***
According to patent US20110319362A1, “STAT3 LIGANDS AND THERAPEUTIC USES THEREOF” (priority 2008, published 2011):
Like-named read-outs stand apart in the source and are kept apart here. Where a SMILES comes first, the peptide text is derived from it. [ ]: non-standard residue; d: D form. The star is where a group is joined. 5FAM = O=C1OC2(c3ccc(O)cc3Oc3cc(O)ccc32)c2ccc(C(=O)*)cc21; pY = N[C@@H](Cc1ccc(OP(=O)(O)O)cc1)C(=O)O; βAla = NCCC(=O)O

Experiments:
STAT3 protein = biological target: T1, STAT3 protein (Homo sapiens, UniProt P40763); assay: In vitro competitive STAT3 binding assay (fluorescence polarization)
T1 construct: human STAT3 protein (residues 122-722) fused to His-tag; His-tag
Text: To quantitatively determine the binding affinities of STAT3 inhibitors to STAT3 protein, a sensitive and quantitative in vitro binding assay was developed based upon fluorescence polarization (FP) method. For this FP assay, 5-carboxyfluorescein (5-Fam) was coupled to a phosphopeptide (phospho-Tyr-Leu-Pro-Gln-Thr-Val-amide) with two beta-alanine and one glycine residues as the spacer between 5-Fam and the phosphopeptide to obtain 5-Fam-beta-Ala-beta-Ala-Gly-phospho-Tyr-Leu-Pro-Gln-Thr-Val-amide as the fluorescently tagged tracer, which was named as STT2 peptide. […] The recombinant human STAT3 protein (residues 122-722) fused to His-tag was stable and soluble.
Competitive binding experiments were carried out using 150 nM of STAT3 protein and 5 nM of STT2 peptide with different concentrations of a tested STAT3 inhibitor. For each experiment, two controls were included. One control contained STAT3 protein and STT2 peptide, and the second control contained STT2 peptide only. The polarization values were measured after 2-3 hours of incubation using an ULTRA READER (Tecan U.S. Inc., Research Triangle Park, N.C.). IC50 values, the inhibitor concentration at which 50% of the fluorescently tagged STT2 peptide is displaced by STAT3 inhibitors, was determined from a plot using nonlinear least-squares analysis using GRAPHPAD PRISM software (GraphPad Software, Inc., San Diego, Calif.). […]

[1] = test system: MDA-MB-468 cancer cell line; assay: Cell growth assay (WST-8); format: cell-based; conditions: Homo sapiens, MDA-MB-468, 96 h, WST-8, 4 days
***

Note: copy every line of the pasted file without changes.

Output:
According to patent US20110319362A1, “STAT3 LIGANDS AND THERAPEUTIC USES THEREOF” (priority 2008, published 2011):
Like-named read-outs stand apart in the source and are kept apart here. Where a SMILES comes first, the peptide text is derived from it. [ ]: non-standard residue; d: D form. The star is where a group is joined. 5FAM = O=C1OC2(c3ccc(O)cc3Oc3cc(O)ccc32)c2ccc(C(=O)*)cc21; pY = N[C@@H](Cc1ccc(OP(=O)(O)O)cc1)C(=O)O; βAla = NCCC(=O)O

Experiments:
STAT3 protein = biological target: T1, STAT3 protein (Homo sapiens, UniProt P40763); assay: In vitro competitive STAT3 binding assay (fluorescence polarization)
T1 construct: human STAT3 protein (residues 122-722) fused to His-tag; His-tag
Text: To quantitatively determine the binding affinities of STAT3 inhibitors to STAT3 protein, a sensitive and quantitative in vitro binding assay was developed based upon fluorescence polarization (FP) method. For this FP assay, 5-carboxyfluorescein (5-Fam) was coupled to a phosphopeptide (phospho-Tyr-Leu-Pro-Gln-Thr-Val-amide) with two beta-alanine and one glycine residues as the spacer between 5-Fam and the phosphopeptide to obtain 5-Fam-beta-Ala-beta-Ala-Gly-phospho-Tyr-Leu-Pro-Gln-Thr-Val-amide as the fluorescently tagged tracer, which was named as STT2 peptide. […] The recombinant human STAT3 protein (residues 122-722) fused to His-tag was stable and soluble.
Competitive binding experiments were carried out using 150 nM of STAT3 protein and 5 nM of STT2 peptide with different concentrations of a tested STAT3 inhibitor. For each experiment, two controls were included. One control contained STAT3 protein and STT2 peptide, and the second control contained STT2 peptide only. The polarization values were measured after 2-3 hours of incubation using an ULTRA READER (Tecan U.S. Inc., Research Triangle Park, N.C.). IC50 values, the inhibitor concentration at which 50% of the fluorescently tagged STT2 peptide is displaced by STAT3 inhibitors, was determined from a plot using nonlinear least-squares analysis using GRAPHPAD PRISM software (GraphPad Software, Inc., San Diego, Calif.). […]

[1] = test system: MDA-MB-468 cancer cell line; assay: Cell growth assay (WST-8); format: cell-based; conditions: Homo sapiens, MDA-MB-468, 96 h, WST-8, 4 days